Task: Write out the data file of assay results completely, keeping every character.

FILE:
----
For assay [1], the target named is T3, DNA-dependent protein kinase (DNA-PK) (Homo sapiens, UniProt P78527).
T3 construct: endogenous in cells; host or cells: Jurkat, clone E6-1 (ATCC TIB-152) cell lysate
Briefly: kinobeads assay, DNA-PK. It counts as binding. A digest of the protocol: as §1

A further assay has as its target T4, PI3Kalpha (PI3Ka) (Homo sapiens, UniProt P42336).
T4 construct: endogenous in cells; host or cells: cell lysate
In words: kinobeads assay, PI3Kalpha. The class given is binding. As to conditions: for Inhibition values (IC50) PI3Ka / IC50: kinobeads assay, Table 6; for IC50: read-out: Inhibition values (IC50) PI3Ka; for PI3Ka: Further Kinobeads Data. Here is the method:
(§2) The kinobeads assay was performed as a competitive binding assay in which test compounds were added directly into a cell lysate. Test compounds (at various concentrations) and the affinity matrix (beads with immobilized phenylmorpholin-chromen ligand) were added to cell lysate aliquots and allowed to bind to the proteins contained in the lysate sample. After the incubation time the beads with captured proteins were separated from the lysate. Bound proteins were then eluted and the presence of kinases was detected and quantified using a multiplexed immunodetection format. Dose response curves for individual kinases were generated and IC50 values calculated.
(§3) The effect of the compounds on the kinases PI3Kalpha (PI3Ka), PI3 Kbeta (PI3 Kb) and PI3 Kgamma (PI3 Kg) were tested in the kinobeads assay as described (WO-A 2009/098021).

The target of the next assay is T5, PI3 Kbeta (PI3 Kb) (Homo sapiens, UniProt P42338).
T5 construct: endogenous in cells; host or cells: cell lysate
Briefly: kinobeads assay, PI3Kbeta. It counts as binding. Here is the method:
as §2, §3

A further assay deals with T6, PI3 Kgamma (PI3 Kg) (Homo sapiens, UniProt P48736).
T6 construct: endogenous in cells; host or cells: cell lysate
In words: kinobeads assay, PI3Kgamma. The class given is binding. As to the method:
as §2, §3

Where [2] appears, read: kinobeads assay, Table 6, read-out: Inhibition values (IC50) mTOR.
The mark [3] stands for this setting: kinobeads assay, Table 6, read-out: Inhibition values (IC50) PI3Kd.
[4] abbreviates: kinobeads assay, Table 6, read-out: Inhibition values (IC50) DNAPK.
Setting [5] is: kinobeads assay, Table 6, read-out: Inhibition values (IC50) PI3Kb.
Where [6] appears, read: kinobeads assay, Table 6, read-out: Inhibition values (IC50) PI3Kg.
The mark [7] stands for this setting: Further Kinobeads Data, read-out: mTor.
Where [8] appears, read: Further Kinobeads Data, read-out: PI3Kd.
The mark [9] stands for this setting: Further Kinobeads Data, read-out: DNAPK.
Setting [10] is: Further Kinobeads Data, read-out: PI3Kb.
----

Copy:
For assay [1], the target named is T3, DNA-dependent protein kinase (DNA-PK) (Homo sapiens, UniProt P78527).
T3 construct: endogenous in cells; host or cells: Jurkat, clone E6-1 (ATCC TIB-152) cell lysate
Briefly: kinobeads assay, DNA-PK. It counts as binding. A digest of the protocol: as §1

A further assay has as its target T4, PI3Kalpha (PI3Ka) (Homo sapiens, UniProt P42336).
T4 construct: endogenous in cells; host or cells: cell lysate
In words: kinobeads assay, PI3Kalpha. The class given is binding. As to conditions: for Inhibition values (IC50) PI3Ka / IC50: kinobeads assay, Table 6; for IC50: read-out: Inhibition values (IC50) PI3Ka; for PI3Ka: Further Kinobeads Data. Here is the method:
(§2) The kinobeads assay was performed as a competitive binding assay in which test compounds were added directly into a cell lysate. Test compounds (at various concentrations) and the affinity matrix (beads with immobilized phenylmorpholin-chromen ligand) were added to cell lysate aliquots and allowed to bind to the proteins contained in the lysate sample. After the incubation time the beads with captured proteins were separated from the lysate. Bound proteins were then eluted and the presence of kinases was detected and quantified using a multiplexed immunodetection format. Dose response curves for individual kinases were generated and IC50 values calculated.
(§3) The effect of the compounds on the kinases PI3Kalpha (PI3Ka), PI3 Kbeta (PI3 Kb) and PI3 Kgamma (PI3 Kg) were tested in the kinobeads assay as described (WO-A 2009/098021).

The target of the next assay is T5, PI3 Kbeta (PI3 Kb) (Homo sapiens, UniProt P42338).
T5 construct: endogenous in cells; host or cells: cell lysate
Briefly: kinobeads assay, PI3Kbeta. It counts as binding. Here is the method:
as §2, §3

A further assay deals with T6, PI3 Kgamma (PI3 Kg) (Homo sapiens, UniProt P48736).
T6 construct: endogenous in cells; host or cells: cell lysate
In words: kinobeads assay, PI3Kgamma. The class given is binding. As to the method:
as §2, §3

Where [2] appears, read: kinobeads assay, Table 6, read-out: Inhibition values (IC50) mTOR.
The mark [3] stands for this setting: kinobeads assay, Table 6, read-out: Inhibition values (IC50) PI3Kd.
[4] abbreviates: kinobeads assay, Table 6, read-out: Inhibition values (IC50) DNAPK.
Setting [5] is: kinobeads assay, Table 6, read-out: Inhibition values (IC50) PI3Kb.
Where [6] appears, read: kinobeads assay, Table 6, read-out: Inhibition values (IC50) PI3Kg.
The mark [7] stands for this setting: Further Kinobeads Data, read-out: mTor.
Where [8] appears, read: Further Kinobeads Data, read-out: PI3Kd.
The mark [9] stands for this setting: Further Kinobeads Data, read-out: DNAPK.
Setting [10] is: Further Kinobeads Data, read-out: PI3Kb.